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#general
Title
# general
g

gorgeous-salesmen-27957

12/21/2023, 7:26 PM
I have another question. I'm not sure if I'm just "doing it wrong" but I would expect this to output "my host is: <hostname>" but the value for the hostname is empty:
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pulumi env run myorg/databricks-foo -- echo "my host is: $DATABRICKS_HOST"
considering my environment looks like this:
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values:
      databricks:
        host: https://<hostname here>
      environmentVariables:
        DATABRICKS_HOST: ${databricks.host}
      pulumiConfig:
        databricks:host: ${databricks.host}
when I run:
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eval `pulumi env get myorg/databricks-foo --value shell`
and then
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echo "my host is: $DATABRICKS_HOST"
I get the expected output. I would expect
pulumi env run
to make the env vars available to the command its running, but that's not the behavior I'm seeing.
even when I run
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pulumi env run myorg/databricks-foo -- env
I see the expected values there, but when I try to use them, they are empty, happens regardless which command I'm running
l

little-cartoon-10569

12/21/2023, 7:28 PM
Are you running this from the shell?
The problem is most likely that your shell is resolving the env vars before you want them resolved.
You need to prevent your shell from parsing the env vars, and ensure that the pulumi-spawned shell does it.
g

gorgeous-salesmen-27957

12/21/2023, 7:30 PM
yeah, I'm using zsh
l

little-cartoon-10569

12/21/2023, 7:30 PM
So you'll need to quote things appropriately so that zsh doesn't do that work.
g

gorgeous-salesmen-27957

12/21/2023, 7:33 PM
hmm, even when do
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pulumi env run myorg/env -- echo "host: ${DATABRICKS_HOST}"
?
how else would the quoting need to be done?
l

little-cartoon-10569

12/21/2023, 7:34 PM
Yes, that won't work, because double-quoted strings are parsed by the current shell. The value has already been substituted before the shell invokes pulumi.
I don't know the correct solution, other than to not use a shell to invoke this. You could set the env var to be a function that just gets the real value, but I don't think that's what you want.
You could use an alias. That might do things in the right order
g

gorgeous-salesmen-27957

12/21/2023, 7:35 PM
for now, I'm just doing
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eval `pulumi env run ... --value shell`
which works
running that before the other bits that require the values
l

little-cartoon-10569

12/21/2023, 7:36 PM
Yes, because the env var isn't being substituted by your interactive shell
d

dry-keyboard-94795

12/21/2023, 7:38 PM
Can you try escaping the dollar,
$$DATABRICKS_HOST
g

gorgeous-salesmen-27957

12/21/2023, 7:38 PM
it's weird because I can do the same thing with tools like chamber and don't have the same issue. Like this.
l

little-cartoon-10569

12/21/2023, 7:38 PM
Which example on that page?
g

gorgeous-salesmen-27957

12/21/2023, 7:39 PM
sorry, I was trying to link to the section on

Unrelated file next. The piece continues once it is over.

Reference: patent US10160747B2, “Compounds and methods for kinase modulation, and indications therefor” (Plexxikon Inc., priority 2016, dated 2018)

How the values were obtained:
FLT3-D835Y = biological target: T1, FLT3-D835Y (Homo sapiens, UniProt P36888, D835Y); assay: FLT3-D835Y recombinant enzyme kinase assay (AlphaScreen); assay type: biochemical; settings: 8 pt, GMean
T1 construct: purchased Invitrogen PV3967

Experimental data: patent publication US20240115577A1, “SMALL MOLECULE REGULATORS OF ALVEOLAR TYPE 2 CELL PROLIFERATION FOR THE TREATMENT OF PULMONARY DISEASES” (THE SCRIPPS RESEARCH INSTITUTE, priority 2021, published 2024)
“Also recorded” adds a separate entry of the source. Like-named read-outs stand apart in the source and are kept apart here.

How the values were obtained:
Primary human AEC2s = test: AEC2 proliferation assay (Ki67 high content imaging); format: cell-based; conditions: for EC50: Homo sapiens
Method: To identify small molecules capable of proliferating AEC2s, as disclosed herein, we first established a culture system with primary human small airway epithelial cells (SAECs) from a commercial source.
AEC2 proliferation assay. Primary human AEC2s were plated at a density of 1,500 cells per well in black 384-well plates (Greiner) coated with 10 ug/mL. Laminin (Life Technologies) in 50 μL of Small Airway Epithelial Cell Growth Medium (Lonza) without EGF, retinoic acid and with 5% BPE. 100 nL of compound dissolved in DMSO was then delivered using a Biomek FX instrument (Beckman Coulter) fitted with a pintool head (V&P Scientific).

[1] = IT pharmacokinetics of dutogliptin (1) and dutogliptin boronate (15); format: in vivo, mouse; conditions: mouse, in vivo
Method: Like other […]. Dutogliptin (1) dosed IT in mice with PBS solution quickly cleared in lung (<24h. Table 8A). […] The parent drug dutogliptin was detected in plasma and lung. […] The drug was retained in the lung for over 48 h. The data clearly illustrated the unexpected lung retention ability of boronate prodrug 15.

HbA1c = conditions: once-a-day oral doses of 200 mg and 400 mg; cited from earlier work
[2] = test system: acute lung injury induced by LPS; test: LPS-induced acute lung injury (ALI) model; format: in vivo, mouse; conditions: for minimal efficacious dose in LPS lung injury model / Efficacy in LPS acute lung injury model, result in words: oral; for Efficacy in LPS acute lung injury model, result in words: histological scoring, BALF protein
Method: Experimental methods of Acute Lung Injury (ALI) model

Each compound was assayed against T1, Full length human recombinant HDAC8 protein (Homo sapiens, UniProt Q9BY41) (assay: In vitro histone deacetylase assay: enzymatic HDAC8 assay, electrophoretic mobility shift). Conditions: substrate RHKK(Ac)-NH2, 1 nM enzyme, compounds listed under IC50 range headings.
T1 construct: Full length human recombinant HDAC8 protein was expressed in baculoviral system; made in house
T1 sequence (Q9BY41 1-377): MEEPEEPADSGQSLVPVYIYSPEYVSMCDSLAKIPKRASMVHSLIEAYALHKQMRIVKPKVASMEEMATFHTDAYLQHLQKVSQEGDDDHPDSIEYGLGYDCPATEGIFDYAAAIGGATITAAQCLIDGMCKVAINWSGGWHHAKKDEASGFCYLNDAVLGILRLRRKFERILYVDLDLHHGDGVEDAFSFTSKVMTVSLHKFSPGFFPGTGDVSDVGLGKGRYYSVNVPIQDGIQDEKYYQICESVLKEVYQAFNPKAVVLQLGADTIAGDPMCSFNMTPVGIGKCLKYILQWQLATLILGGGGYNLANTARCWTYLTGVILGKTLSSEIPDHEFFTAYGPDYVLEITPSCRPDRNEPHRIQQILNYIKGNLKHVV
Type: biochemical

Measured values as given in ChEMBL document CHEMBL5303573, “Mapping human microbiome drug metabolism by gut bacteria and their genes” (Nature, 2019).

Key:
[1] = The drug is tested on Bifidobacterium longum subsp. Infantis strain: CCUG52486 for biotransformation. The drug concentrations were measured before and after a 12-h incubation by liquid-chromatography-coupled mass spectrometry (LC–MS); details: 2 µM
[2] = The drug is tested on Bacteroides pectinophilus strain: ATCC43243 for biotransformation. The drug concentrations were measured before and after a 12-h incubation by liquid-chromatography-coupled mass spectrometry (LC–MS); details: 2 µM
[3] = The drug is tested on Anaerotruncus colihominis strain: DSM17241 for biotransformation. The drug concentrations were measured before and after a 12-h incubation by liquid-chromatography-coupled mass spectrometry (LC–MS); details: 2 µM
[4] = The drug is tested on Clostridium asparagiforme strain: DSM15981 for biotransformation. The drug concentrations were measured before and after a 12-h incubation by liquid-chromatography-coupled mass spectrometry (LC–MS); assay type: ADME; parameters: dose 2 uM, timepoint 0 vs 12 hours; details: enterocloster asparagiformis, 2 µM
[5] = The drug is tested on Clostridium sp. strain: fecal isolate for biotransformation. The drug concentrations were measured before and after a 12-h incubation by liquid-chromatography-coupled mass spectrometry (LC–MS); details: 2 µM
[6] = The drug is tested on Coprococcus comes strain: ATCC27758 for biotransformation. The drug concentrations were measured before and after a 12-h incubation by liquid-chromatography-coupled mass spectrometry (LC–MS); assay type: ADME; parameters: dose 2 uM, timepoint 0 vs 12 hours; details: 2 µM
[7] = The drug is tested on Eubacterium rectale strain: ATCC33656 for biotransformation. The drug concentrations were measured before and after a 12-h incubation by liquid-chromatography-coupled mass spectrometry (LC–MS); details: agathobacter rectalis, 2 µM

Exec
l

little-cartoon-10569

12/21/2023, 7:39 PM
In zsh isn't the escape
\$
? Or you could turn your double-quotes into single-quotes. I'm not optimistic though, since prevent the outer shell parsing the var would presumably also prevent the pulumi-spawned shell from doing it.
g

gorgeous-salesmen-27957

12/21/2023, 7:39 PM
when I do the double-dollar it looks like the first
$
is being sub'd w/ the proc:
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my host is 38389{DATABRICKS_HOST}
l

little-cartoon-10569

12/21/2023, 7:39 PM
Yes,
$$
is wrong.
pulumi env
works exactly the same was as the page you linked. chamber will have exacty the same problem if you use env vars on the command line. This isn't a problem with pulumi or chamber, it's a problem with the order of evaluation of env vars.
Which is a shell thing.
d

dry-keyboard-94795

12/21/2023, 7:41 PM
It depends how pulumi is running the command. If they're wrapping in a shell, single quotes will work (or escaping). Otherwise, you'll need to wrap the command with
sh -c 'your command here'
g

gorgeous-salesmen-27957

12/21/2023, 7:42 PM
what I'm saying is that when I run
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chamber exec <ns> -- echo "my host is $DATABRICKS_HOST"
I get the expected output
l

little-cartoon-10569

12/21/2023, 7:42 PM
Yes, if evaluating the escaped values "unescapes" them for the next shell, that would be good.
That must be because DATABRICKS_HOST has the correct value in your current shell.
g

gorgeous-salesmen-27957

12/21/2023, 7:44 PM
I've made sure to
unset DATABRICKS_HOST
l

little-cartoon-10569

12/21/2023, 7:45 PM
Then I don't know how that works. It defies my knowledge of shells and parsing. I know it would work if it was being run from something other than an interactive shell (I do that sort of thing in my package.json files all the time), but once the interactive shell gets involved, the rules change.
But Anthony's solution should work?
g

gorgeous-salesmen-27957

12/21/2023, 7:47 PM
yep, that works
d

dry-keyboard-94795

12/21/2023, 7:54 PM
Which, wrapping in
sh -c
?
g

gorgeous-salesmen-27957

12/21/2023, 7:56 PM
yeah, wrapping in
sh -c
-- this:
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pulumi env run myorg/myenv -- sh -c 'echo my host is: $DATABRICKS_HOST'
thanks for your help friends 🙂